Sound of Sorrow
There is a sound, and it is heartbreaking.
It is the sound of a mother wailing
the loss of a child. It doesn’t matter how
her child was lost; what matters is that
her child is dead.
Do you hear it? It is there, rising and falling
in ululating rhythms like a wind
wailing through walls, windows and trees,
tearing your heart with its agony.
You don’t want to hear it, but you must. It is insistent.
Listen closely. For nine long months she carried and nurtured
her child, labored and then gave birth. And now her child is gone,
taken from her. It doesn’t matter how.
The pain is the same no matter how her child died.
What matters is that her pain, expressed, is heard.
Hear it. Take it in until her wail becomes yours
and changes your heart. Hear it, so that each time
you decide to start a war, or take a life in war, or want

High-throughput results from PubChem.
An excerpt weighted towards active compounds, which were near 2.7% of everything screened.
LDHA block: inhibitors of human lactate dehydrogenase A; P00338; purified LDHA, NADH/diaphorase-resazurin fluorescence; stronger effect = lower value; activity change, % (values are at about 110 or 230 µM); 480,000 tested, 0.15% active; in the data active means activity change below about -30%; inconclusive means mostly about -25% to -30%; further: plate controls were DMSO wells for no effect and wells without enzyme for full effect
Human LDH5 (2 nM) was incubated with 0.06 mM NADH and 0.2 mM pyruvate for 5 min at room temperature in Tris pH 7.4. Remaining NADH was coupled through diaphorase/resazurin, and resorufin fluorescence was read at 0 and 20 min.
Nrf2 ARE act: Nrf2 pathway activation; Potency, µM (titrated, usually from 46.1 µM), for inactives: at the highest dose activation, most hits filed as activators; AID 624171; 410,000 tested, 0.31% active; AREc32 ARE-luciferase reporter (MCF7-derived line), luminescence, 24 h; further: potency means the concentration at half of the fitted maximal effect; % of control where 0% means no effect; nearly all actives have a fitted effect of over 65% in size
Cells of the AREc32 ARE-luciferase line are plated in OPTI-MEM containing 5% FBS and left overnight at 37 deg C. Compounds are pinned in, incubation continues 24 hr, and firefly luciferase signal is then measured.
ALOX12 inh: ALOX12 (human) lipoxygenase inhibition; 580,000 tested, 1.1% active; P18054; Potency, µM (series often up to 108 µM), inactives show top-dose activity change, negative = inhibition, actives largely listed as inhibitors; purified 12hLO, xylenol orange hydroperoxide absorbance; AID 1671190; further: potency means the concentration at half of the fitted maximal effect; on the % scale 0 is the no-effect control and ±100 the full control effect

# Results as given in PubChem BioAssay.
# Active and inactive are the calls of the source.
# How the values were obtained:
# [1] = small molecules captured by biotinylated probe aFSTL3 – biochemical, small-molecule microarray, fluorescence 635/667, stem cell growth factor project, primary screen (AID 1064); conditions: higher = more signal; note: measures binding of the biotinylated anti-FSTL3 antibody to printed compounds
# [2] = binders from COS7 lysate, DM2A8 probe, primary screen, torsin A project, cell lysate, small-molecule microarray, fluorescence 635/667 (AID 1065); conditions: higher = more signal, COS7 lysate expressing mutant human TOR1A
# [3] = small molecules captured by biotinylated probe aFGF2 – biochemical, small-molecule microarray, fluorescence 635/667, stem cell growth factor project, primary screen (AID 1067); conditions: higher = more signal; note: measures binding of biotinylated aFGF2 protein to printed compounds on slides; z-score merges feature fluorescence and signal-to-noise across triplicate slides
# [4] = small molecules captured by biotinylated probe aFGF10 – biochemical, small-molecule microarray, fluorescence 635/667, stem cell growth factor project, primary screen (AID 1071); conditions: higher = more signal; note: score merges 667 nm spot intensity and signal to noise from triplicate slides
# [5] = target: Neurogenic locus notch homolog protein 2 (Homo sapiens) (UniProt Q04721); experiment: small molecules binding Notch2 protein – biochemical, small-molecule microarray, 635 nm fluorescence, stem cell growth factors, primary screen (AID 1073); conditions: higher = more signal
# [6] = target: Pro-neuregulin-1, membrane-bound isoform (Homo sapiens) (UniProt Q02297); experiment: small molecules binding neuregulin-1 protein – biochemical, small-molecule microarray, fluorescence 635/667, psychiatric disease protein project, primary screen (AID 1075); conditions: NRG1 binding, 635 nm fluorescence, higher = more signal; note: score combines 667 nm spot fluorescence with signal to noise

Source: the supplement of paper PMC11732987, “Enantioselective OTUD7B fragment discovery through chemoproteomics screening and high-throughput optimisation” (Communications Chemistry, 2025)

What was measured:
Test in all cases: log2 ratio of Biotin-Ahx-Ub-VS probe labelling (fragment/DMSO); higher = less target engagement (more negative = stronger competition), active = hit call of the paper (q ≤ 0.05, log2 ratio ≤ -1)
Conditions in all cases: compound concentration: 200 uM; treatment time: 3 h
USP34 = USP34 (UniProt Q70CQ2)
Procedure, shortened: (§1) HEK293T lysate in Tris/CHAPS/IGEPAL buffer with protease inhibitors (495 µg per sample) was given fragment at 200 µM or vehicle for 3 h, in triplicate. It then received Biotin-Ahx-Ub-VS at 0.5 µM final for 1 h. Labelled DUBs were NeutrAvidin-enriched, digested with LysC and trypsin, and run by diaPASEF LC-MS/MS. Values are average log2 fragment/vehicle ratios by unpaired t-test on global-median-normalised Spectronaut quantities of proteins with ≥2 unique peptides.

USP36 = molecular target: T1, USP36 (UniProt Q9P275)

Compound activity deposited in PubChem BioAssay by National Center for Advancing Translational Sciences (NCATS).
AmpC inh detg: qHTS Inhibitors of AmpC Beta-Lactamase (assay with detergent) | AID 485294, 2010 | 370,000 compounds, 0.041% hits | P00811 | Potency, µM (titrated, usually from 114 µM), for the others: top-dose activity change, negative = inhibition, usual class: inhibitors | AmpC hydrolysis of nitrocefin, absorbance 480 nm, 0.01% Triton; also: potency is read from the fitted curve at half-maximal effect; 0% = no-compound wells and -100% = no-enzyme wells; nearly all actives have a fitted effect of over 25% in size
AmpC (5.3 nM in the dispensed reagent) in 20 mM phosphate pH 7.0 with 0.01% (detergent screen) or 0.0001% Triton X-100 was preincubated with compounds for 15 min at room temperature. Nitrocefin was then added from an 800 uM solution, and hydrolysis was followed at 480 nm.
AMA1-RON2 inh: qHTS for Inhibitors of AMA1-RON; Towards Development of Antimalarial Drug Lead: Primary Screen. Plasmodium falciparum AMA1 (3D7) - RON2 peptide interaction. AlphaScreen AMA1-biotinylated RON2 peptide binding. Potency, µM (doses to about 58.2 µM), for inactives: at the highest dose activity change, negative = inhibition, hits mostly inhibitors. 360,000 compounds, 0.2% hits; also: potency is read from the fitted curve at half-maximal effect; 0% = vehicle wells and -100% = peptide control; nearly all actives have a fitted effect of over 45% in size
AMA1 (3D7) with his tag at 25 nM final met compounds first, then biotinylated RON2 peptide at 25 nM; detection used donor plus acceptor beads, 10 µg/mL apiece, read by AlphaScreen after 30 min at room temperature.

to take a life for any reason, you hear that heartbreaking
sound ululating in your ears and it stops you.
Listen. Can you hear the sound, rising and falling
like a wild wind wailing through city streets and
battlefields? Quiet, now. Listen carefully. Her wailing
calls, demanding our attention.
—Sapporo, 10 February, 2009
~ ~ ~
A poem from the day when facial hair on men was frowned upon.
They don’t allow no moustaches in Kalispell, Montana
There are 365
in my brother’s mustache—
one for each day of the
(on leap-year, he grows
an extra hair)—
& the man he went to
work for in Kalispell
to every one of them.
From what he said,
mountains could have
& forests burned up
& the man would
still have insisted
that he shave it off.
“That,” he said,
to my brother’s lip,
“has got to go!”
So, after having
driven all the way
from San Francisco,
& spent 35 minutes
on the job,
he quit, & he &
his wife packed up
their things & left.
They don’t allow no
moustaches in Kalispell,
(published in “River Bottom” in 1977)